This was a pretty good book.  I have read one other Scalzi book (Redshirts) and really liked it.  This book is amusing and well written.  Silly, fun and entertaining, I sped through this easy read enjoying each page.  The ending was actually pretty good - even with some surprises I didn't see coming.

Overall a good book I am glad I read.

Stars: 4.5


Friday, March 8, 2024

Book: Mother Daughter Murder Night

 Book: Mother Daughter Murder Night

Author: Nina Simon

Pages: 368


This is the 47th read of the year

This is the story of Lana, Beth and Jack.  Lana - Beth's mother - has recently found out that she has cancer.  A high powered business woman who hasn't had a great relationship with her daughter, finds herself asking for help.  Beth has Lana move in with she and her daughter, Jack, so she can help her manager her chemo.  While Lana is staying wiht Beth and Jack, a man is found dead in the water.  Jack is a suspect because this man was supposed to be on one of her kayak tours.  As the investigation unravles, Lana finds herself deep into trying to solve what happened and to clear her granddaughter.

This is one of those books that I would say is not memorable.  It wasn't incredibly entertaining, and it was just a bit dull.  It wasn't a bad book, but it is going to be one of those books where I won't remember it far into the future beyond just having read it.  You can figure out the murderer pretty quickly, and honestly I really did not feel anything for any of the characters in the end to care that much.

Stars: 3


Book: Leave The World Behind

 Book: Leave The World Behind

Author: Rumaan Alam

Pages: 272


This is my 46th read for the year

Amanda and Clay take their kids on a vacation into a remote part of Long Island.  They are staying in a big, beautiful house with a pool and near the beach to relax and unwind.  A few days into their stay, the owners of the house show up at their door saying something they don't understand is happening in New York City and want to wait it out in their home.  Amanda is very suspicious of the couple, but comes to find that they are the genuine owners.  They never lose power at the house, but they lose cell service and TV access.  There was just a small blip on the phones before it went out that a catastrophic event has happened.  The four try to figure out what is going on and shield the children from any information they receive and discuss if they should stay put or try and go back home.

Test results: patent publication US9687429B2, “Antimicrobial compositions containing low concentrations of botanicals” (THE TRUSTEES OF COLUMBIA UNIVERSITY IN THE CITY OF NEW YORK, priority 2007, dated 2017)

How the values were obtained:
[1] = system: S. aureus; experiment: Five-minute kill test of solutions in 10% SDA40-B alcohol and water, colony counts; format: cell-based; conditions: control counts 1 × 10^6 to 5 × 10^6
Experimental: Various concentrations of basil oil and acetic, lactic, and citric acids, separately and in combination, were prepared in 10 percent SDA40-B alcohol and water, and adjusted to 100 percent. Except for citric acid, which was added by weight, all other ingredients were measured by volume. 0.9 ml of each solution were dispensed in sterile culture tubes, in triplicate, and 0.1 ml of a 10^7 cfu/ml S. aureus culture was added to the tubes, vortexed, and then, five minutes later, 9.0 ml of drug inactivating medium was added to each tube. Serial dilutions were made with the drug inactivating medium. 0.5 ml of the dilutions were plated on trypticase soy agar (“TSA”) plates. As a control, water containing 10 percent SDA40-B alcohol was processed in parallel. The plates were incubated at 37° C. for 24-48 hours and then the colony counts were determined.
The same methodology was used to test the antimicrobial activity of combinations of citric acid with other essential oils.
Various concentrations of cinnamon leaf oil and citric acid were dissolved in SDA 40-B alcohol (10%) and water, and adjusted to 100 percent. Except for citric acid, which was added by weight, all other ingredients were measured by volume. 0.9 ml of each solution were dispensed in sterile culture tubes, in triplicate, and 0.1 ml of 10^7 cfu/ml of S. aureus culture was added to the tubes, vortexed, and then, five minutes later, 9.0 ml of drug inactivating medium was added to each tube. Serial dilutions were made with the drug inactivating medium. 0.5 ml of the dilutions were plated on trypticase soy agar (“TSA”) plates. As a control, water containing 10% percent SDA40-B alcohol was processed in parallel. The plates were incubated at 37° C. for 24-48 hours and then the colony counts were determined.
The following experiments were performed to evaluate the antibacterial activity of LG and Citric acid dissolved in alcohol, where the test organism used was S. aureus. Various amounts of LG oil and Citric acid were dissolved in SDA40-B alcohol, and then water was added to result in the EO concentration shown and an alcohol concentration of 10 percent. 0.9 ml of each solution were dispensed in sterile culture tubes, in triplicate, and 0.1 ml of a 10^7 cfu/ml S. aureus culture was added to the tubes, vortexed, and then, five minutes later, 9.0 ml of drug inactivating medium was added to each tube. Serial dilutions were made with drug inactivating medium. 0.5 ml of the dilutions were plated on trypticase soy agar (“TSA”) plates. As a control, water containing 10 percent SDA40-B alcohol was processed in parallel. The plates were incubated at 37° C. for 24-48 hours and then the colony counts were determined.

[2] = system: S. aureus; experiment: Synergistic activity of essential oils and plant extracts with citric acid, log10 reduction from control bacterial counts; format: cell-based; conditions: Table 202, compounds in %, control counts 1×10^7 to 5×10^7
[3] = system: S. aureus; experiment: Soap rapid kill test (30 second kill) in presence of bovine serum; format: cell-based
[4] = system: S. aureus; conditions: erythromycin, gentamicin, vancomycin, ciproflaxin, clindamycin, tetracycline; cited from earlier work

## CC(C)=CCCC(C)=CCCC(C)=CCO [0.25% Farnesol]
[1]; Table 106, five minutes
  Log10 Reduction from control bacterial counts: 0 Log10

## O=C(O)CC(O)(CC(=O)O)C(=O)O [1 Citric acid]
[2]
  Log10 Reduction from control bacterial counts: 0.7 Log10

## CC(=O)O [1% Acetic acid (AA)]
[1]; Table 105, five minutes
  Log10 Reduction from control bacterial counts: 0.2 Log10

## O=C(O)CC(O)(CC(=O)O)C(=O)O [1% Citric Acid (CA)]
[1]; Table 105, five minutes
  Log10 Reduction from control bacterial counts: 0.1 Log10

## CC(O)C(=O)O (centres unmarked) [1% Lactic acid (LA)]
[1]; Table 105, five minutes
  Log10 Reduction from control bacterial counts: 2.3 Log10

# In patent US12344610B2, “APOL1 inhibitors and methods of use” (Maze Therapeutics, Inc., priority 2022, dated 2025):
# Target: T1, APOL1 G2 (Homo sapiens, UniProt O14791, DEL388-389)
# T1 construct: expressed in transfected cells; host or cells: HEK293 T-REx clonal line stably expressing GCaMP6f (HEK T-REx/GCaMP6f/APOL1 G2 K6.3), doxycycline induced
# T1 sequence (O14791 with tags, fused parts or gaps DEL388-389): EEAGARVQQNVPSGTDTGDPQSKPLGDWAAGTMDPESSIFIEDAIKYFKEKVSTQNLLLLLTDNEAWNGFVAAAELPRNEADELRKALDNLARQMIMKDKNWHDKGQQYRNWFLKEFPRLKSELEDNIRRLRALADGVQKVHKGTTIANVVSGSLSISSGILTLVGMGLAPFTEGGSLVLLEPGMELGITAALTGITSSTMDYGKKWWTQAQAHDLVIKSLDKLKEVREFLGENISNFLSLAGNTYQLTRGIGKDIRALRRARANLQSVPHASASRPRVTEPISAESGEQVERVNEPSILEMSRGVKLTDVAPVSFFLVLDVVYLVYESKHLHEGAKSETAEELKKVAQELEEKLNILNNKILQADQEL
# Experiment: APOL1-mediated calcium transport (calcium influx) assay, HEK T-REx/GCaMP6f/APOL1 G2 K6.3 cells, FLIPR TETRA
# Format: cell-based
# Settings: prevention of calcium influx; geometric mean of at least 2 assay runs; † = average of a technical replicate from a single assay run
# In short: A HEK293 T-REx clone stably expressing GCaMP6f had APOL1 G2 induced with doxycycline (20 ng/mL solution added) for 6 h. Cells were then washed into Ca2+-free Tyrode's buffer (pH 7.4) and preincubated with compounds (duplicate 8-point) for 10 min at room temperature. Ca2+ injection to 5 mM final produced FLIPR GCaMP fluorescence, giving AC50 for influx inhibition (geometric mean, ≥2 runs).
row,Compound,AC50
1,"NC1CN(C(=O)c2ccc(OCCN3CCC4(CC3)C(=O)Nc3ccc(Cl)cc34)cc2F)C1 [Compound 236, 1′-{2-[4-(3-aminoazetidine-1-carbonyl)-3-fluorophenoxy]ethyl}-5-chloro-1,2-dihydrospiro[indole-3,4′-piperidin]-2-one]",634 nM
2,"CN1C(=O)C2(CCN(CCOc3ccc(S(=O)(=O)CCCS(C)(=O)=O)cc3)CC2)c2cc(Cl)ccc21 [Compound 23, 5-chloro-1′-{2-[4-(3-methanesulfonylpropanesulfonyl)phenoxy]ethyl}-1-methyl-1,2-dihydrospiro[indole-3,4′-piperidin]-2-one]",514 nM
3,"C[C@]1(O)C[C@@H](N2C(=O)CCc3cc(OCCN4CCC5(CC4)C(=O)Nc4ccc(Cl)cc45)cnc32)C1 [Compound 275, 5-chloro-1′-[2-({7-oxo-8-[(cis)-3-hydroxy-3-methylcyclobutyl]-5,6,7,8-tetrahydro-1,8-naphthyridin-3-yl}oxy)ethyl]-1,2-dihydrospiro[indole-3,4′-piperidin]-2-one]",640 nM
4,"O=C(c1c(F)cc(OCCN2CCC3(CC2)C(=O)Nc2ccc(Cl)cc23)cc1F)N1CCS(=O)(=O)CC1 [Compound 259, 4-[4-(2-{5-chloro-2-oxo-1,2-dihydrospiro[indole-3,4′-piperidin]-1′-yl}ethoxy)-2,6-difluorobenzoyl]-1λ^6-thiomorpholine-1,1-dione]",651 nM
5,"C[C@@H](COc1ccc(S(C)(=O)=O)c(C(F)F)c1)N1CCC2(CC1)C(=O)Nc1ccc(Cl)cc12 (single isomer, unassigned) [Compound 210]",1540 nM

This book was okay.  I did watch the movie on Netflix and also found that just so/so.  The book was unforgettable, and a bit boring.  It never really went anywhere except around and around.  Nothing big ever really happens - the events that are happening in New York never escalate for our characters, so it really wasn't that interesting of a read.  While I believe the dialogue is excactly what would happen to us if we were in this situation, it didn't make good reading.

Stars: 3


Wednesday, March 6, 2024

Book: Call Us What We Carry

 Book: Call Us What We Carry

Author: Amanda Gorman

Pages: 240


This is my 45th read for the year

This is a collection of Poems by Amanda Gorman.  This young lady was the youngest poet to speak at a presidential inagural event.  Her poem at Biden's inaguration introduced her to the world and this collection appeared after she spoke.  Poems that span history, identity, and a global pandemic with a closeout of the book with the poem she recited at the inaguration.

This was a pretty good book.  I am not a big poem person, but I read this for a reading challenge.  My mom had gotten me this book when Biden became president and I have not opened it until now.  I am glad I read it.

Stars: 4


Book: Blockade Billy

 Book: Blockade Billy

Author: Stephen King

Pages: 132


This is my 44th read for the year

This is the story of William Blakeley known as Blockade Billy.  A young man who was discovered working a farm that turns out to be one of the best catchers ever to play the game of baseball.  However - Billy has a secret.  And this secret is what caused his name to be wiped from the history of baseball and for no one to remember who he was.  His time in baseball was short - and for good reason.